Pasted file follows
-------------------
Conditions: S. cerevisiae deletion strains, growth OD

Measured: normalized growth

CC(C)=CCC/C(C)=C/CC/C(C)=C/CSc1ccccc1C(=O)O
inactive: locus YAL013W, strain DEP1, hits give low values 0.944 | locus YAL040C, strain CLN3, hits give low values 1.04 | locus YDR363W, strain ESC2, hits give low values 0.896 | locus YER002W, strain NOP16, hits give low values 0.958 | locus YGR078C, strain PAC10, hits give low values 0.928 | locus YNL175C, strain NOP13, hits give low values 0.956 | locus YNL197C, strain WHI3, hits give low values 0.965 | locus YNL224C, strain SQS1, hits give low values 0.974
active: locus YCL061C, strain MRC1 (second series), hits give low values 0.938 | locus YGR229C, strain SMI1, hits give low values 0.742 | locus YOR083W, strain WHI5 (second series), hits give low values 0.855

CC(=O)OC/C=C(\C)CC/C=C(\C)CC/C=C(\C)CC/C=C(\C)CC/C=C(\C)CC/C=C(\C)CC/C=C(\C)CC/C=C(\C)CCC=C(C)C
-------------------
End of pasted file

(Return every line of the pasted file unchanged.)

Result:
Conditions: S. cerevisiae deletion strains, growth OD

Measured: normalized growth

CC(C)=CCC/C(C)=C/CC/C(C)=C/CSc1ccccc1C(=O)O
inactive: locus YAL013W, strain DEP1, hits give low values 0.944 | locus YAL040C, strain CLN3, hits give low values 1.04 | locus YDR363W, strain ESC2, hits give low values 0.896 | locus YER002W, strain NOP16, hits give low values 0.958 | locus YGR078C, strain PAC10, hits give low values 0.928 | locus YNL175C, strain NOP13, hits give low values 0.956 | locus YNL197C, strain WHI3, hits give low values 0.965 | locus YNL224C, strain SQS1, hits give low values 0.974
active: locus YCL061C, strain MRC1 (second series), hits give low values 0.938 | locus YGR229C, strain SMI1, hits give low values 0.742 | locus YOR083W, strain WHI5 (second series), hits give low values 0.855

CC(=O)OC/C=C(\C)CC/C=C(\C)CC/C=C(\C)CC/C=C(\C)CC/C=C(\C)CC/C=C(\C)CC/C=C(\C)CC/C=C(\C)CCC=C(C)C